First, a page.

As NASA's Juno spacecraft approached Jupiter on Aug. 27, 2016, the Jovian Infrared Auroral Mapper (JIRAM) instrument captured the planet's glow in infrared light.

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As NASA's Juno spacecraft approached Jupiter on Aug. 27, 2016, the Jovian Infrared Auroral Mapper (JIRAM) instrument captured the planet's glow in infrared light.

The video is composed of 580 images collected over a period of about nine hours while Jupiter completed nearly a full rotation on its axis.

The video shows the two parts composing the JIRAM imager: the lower one, in a red color scale, is used for mapping the planet's thermal emission at wavelengths around 4.8 microns; the upper one, in a blue color scale, is used to map the auroras at wavelengths around 3.45 microns.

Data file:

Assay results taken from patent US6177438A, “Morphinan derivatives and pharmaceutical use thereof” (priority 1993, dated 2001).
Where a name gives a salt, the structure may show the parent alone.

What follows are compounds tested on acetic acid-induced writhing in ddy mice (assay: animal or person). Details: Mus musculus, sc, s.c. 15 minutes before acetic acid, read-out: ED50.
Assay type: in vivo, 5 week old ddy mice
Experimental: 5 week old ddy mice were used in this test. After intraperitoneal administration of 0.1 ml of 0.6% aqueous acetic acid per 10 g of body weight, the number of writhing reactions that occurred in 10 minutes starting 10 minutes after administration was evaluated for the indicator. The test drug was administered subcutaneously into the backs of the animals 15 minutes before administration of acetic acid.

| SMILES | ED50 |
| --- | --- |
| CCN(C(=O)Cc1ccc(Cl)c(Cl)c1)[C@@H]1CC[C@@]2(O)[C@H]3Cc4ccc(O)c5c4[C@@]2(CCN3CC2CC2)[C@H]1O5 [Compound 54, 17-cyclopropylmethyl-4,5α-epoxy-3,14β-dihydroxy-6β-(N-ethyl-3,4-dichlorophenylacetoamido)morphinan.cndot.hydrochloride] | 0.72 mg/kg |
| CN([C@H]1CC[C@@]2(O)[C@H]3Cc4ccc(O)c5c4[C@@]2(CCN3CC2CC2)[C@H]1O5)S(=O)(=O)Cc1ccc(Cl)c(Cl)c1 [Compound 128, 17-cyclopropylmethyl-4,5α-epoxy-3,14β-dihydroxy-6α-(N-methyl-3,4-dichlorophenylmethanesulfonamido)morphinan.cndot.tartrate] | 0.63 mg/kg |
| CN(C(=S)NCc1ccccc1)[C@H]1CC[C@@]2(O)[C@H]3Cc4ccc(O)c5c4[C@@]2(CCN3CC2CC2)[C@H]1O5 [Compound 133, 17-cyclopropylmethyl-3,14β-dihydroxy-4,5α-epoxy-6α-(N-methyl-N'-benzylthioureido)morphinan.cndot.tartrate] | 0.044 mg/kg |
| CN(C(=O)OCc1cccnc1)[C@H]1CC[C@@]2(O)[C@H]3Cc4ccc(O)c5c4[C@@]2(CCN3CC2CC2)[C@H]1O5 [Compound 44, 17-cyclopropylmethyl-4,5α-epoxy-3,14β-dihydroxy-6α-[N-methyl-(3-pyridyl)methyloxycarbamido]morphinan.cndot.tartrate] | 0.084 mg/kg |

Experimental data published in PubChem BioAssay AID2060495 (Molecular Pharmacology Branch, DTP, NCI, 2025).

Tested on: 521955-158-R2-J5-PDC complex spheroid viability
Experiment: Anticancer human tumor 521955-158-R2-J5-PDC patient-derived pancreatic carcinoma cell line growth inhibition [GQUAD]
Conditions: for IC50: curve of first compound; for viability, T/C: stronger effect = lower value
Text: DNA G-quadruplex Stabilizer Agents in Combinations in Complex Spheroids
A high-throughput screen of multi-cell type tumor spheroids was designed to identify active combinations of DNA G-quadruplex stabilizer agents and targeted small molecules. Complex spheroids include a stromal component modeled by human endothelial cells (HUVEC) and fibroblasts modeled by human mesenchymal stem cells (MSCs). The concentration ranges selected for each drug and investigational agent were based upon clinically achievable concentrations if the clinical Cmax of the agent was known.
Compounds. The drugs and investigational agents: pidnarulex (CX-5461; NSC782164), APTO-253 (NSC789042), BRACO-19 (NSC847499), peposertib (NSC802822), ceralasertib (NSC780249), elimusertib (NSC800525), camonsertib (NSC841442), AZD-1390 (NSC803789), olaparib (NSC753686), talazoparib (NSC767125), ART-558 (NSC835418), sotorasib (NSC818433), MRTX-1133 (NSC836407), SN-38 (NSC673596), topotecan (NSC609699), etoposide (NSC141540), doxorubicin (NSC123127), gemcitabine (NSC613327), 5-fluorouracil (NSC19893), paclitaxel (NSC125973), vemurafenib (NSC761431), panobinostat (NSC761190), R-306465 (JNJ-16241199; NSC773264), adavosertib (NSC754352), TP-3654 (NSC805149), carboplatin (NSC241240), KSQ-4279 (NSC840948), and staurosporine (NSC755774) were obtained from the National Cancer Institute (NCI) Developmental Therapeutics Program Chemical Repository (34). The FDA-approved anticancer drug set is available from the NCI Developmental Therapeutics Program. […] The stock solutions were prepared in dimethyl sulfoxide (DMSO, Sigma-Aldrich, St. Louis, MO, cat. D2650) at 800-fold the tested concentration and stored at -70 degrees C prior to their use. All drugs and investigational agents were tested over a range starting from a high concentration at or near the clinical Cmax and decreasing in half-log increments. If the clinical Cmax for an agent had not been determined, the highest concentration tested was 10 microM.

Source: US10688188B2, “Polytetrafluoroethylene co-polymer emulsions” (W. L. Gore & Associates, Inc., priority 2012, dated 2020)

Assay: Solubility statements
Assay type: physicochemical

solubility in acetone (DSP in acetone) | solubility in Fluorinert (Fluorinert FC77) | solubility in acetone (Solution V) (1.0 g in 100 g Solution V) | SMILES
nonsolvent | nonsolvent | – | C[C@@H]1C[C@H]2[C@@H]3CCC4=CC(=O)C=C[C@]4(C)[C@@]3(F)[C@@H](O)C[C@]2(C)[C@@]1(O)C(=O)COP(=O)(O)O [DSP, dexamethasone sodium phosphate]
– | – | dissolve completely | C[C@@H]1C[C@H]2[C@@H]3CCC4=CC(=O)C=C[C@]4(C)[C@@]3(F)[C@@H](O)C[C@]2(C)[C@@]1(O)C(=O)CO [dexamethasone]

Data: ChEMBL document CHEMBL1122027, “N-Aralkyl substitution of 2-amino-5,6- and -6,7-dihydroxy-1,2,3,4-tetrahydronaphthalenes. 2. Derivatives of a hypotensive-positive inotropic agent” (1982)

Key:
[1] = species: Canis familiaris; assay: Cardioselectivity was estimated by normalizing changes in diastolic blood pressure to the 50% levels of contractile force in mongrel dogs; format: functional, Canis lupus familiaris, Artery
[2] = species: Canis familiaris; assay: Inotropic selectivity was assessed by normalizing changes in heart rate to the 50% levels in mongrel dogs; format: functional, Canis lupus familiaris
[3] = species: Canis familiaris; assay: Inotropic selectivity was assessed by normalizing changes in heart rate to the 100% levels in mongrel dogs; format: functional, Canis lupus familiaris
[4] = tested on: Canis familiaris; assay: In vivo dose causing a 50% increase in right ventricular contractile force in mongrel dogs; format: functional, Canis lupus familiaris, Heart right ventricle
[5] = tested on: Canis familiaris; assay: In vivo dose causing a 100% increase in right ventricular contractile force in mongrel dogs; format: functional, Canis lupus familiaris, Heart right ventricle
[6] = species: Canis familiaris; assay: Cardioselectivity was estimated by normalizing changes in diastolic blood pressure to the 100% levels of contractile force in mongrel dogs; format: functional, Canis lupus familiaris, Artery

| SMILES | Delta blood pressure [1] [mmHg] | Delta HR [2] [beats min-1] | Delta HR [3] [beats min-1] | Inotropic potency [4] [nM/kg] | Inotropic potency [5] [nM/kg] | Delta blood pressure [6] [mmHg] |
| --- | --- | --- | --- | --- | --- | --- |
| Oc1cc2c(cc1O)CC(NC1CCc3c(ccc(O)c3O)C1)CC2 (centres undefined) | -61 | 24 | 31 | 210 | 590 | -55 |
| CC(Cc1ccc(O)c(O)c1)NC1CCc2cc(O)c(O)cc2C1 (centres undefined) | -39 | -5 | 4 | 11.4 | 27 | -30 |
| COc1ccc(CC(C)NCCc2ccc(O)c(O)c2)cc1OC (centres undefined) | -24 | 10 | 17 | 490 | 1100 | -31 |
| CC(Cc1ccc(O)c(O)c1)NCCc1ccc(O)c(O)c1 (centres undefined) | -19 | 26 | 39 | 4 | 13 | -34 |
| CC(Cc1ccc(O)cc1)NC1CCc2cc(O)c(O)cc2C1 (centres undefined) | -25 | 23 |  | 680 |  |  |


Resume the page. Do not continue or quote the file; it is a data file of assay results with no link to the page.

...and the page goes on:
In this case the exposure time of the imager was optimized to observe the planet's thermal emission. However, it is possible to see a faint aurora and Jupiter's moon Io approaching the planet. The Great Red Spot is also visible just south of the planet's equator.

NASA's Jet Propulsion Laboratory, Pasadena, California, manages the Juno mission for the principal investigator, Scott Bolton, of Southwest Research Institute in San Antonio. The Juno mission is part of the New Frontiers Program managed at NASA's Marshall Space Flight Center in Huntsville, Alabama. Lockheed Martin Space Systems, Denver, built the spacecraft. JPL is a division of Caltech in Pasadena.

More information about Juno is online at http://www.nasa.gov/juno and http://missionjuno.swri.edu.

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